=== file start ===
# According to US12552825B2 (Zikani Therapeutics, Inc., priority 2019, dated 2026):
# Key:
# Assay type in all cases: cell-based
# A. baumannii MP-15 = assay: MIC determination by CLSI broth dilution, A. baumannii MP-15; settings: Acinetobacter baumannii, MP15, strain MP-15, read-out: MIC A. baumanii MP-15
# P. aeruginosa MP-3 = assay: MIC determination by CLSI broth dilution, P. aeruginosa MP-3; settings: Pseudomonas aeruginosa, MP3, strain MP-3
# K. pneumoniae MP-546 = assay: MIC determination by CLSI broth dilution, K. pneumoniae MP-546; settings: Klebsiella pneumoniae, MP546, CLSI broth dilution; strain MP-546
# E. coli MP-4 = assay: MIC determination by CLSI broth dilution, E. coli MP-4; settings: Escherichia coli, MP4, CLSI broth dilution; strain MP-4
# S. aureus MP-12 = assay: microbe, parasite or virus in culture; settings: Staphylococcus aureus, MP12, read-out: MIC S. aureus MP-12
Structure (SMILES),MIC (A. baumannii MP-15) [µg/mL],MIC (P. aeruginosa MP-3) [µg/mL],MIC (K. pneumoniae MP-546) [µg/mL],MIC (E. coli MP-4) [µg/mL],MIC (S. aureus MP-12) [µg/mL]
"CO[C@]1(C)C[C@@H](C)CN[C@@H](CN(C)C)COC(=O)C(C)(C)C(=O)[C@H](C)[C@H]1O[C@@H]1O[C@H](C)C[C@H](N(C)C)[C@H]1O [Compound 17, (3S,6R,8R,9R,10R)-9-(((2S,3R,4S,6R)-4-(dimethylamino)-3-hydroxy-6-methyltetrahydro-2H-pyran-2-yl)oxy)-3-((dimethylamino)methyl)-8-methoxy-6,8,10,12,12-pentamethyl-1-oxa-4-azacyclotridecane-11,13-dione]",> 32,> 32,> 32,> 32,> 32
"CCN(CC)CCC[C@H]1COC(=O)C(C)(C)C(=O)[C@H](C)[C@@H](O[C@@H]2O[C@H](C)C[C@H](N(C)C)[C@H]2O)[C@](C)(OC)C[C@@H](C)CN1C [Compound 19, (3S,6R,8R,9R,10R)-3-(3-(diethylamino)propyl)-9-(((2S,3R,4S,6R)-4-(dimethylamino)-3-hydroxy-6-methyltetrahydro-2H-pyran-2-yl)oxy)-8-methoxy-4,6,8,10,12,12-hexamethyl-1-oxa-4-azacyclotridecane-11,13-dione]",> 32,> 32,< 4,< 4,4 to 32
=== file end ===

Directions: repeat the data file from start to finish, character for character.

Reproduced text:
# According to US12552825B2 (Zikani Therapeutics, Inc., priority 2019, dated 2026):
# Key:
# Assay type in all cases: cell-based
# A. baumannii MP-15 = assay: MIC determination by CLSI broth dilution, A. baumannii MP-15; settings: Acinetobacter baumannii, MP15, strain MP-15, read-out: MIC A. baumanii MP-15
# P. aeruginosa MP-3 = assay: MIC determination by CLSI broth dilution, P. aeruginosa MP-3; settings: Pseudomonas aeruginosa, MP3, strain MP-3
# K. pneumoniae MP-546 = assay: MIC determination by CLSI broth dilution, K. pneumoniae MP-546; settings: Klebsiella pneumoniae, MP546, CLSI broth dilution; strain MP-546
# E. coli MP-4 = assay: MIC determination by CLSI broth dilution, E. coli MP-4; settings: Escherichia coli, MP4, CLSI broth dilution; strain MP-4
# S. aureus MP-12 = assay: microbe, parasite or virus in culture; settings: Staphylococcus aureus, MP12, read-out: MIC S. aureus MP-12
Structure (SMILES),MIC (A. baumannii MP-15) [µg/mL],MIC (P. aeruginosa MP-3) [µg/mL],MIC (K. pneumoniae MP-546) [µg/mL],MIC (E. coli MP-4) [µg/mL],MIC (S. aureus MP-12) [µg/mL]
"CO[C@]1(C)C[C@@H](C)CN[C@@H](CN(C)C)COC(=O)C(C)(C)C(=O)[C@H](C)[C@H]1O[C@@H]1O[C@H](C)C[C@H](N(C)C)[C@H]1O [Compound 17, (3S,6R,8R,9R,10R)-9-(((2S,3R,4S,6R)-4-(dimethylamino)-3-hydroxy-6-methyltetrahydro-2H-pyran-2-yl)oxy)-3-((dimethylamino)methyl)-8-methoxy-6,8,10,12,12-pentamethyl-1-oxa-4-azacyclotridecane-11,13-dione]",> 32,> 32,> 32,> 32,> 32
"CCN(CC)CCC[C@H]1COC(=O)C(C)(C)C(=O)[C@H](C)[C@@H](O[C@@H]2O[C@H](C)C[C@H](N(C)C)[C@H]2O)[C@](C)(OC)C[C@@H](C)CN1C [Compound 19, (3S,6R,8R,9R,10R)-3-(3-(diethylamino)propyl)-9-(((2S,3R,4S,6R)-4-(dimethylamino)-3-hydroxy-6-methyltetrahydro-2H-pyran-2-yl)oxy)-8-methoxy-4,6,8,10,12,12-hexamethyl-1-oxa-4-azacyclotridecane-11,13-dione]",> 32,> 32,< 4,< 4,4 to 32